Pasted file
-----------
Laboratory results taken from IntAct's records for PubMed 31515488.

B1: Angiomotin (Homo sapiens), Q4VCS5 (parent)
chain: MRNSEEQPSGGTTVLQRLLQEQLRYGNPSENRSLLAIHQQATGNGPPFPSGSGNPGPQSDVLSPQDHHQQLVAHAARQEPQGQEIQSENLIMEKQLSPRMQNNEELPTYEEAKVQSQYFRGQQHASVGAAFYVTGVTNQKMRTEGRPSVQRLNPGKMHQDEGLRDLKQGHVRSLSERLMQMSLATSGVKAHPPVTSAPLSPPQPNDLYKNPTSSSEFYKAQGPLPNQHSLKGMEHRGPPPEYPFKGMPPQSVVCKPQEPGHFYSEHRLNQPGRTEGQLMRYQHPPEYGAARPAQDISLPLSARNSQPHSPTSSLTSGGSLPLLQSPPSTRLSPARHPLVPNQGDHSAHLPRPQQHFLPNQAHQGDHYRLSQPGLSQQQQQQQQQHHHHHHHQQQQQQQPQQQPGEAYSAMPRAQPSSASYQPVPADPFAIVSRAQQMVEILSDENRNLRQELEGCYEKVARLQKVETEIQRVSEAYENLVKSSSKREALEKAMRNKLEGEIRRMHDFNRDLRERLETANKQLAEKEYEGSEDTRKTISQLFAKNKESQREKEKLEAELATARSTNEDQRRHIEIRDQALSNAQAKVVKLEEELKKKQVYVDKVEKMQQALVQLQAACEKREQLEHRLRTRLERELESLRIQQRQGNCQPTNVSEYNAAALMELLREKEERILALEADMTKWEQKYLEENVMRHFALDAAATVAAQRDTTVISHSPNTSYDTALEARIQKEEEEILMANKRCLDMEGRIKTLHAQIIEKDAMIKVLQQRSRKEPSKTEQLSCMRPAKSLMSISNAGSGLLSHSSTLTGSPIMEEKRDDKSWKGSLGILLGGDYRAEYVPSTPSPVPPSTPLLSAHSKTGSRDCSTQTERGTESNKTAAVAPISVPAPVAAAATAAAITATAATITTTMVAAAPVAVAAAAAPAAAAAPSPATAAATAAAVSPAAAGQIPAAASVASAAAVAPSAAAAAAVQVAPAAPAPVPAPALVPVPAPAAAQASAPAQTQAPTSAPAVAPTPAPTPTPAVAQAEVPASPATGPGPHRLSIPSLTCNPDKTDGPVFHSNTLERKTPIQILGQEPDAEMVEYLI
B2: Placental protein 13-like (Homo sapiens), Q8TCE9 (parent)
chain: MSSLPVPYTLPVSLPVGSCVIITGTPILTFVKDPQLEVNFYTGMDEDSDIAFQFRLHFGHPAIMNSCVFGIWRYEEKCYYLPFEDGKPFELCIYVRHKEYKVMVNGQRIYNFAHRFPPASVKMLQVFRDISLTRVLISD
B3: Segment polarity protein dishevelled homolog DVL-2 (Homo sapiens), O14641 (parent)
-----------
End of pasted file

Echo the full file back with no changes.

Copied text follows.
Laboratory results taken from IntAct's records for PubMed 31515488.

B1: Angiomotin (Homo sapiens), Q4VCS5 (parent)
chain: MRNSEEQPSGGTTVLQRLLQEQLRYGNPSENRSLLAIHQQATGNGPPFPSGSGNPGPQSDVLSPQDHHQQLVAHAARQEPQGQEIQSENLIMEKQLSPRMQNNEELPTYEEAKVQSQYFRGQQHASVGAAFYVTGVTNQKMRTEGRPSVQRLNPGKMHQDEGLRDLKQGHVRSLSERLMQMSLATSGVKAHPPVTSAPLSPPQPNDLYKNPTSSSEFYKAQGPLPNQHSLKGMEHRGPPPEYPFKGMPPQSVVCKPQEPGHFYSEHRLNQPGRTEGQLMRYQHPPEYGAARPAQDISLPLSARNSQPHSPTSSLTSGGSLPLLQSPPSTRLSPARHPLVPNQGDHSAHLPRPQQHFLPNQAHQGDHYRLSQPGLSQQQQQQQQQHHHHHHHQQQQQQQPQQQPGEAYSAMPRAQPSSASYQPVPADPFAIVSRAQQMVEILSDENRNLRQELEGCYEKVARLQKVETEIQRVSEAYENLVKSSSKREALEKAMRNKLEGEIRRMHDFNRDLRERLETANKQLAEKEYEGSEDTRKTISQLFAKNKESQREKEKLEAELATARSTNEDQRRHIEIRDQALSNAQAKVVKLEEELKKKQVYVDKVEKMQQALVQLQAACEKREQLEHRLRTRLERELESLRIQQRQGNCQPTNVSEYNAAALMELLREKEERILALEADMTKWEQKYLEENVMRHFALDAAATVAAQRDTTVISHSPNTSYDTALEARIQKEEEEILMANKRCLDMEGRIKTLHAQIIEKDAMIKVLQQRSRKEPSKTEQLSCMRPAKSLMSISNAGSGLLSHSSTLTGSPIMEEKRDDKSWKGSLGILLGGDYRAEYVPSTPSPVPPSTPLLSAHSKTGSRDCSTQTERGTESNKTAAVAPISVPAPVAAAATAAAITATAATITTTMVAAAPVAVAAAAAPAAAAAPSPATAAATAAAVSPAAAGQIPAAASVASAAAVAPSAAAAAAVQVAPAAPAPVPAPALVPVPAPAAAQASAPAQTQAPTSAPAVAPTPAPTPTPAVAQAEVPASPATGPGPHRLSIPSLTCNPDKTDGPVFHSNTLERKTPIQILGQEPDAEMVEYLI
B2: Placental protein 13-like (Homo sapiens), Q8TCE9 (parent)
chain: MSSLPVPYTLPVSLPVGSCVIITGTPILTFVKDPQLEVNFYTGMDEDSDIAFQFRLHFGHPAIMNSCVFGIWRYEEKCYYLPFEDGKPFELCIYVRHKEYKVMVNGQRIYNFAHRFPPASVKMLQVFRDISLTRVLISD
B3: Segment polarity protein dishevelled homolog DVL-2 (Homo sapiens), O14641 (parent)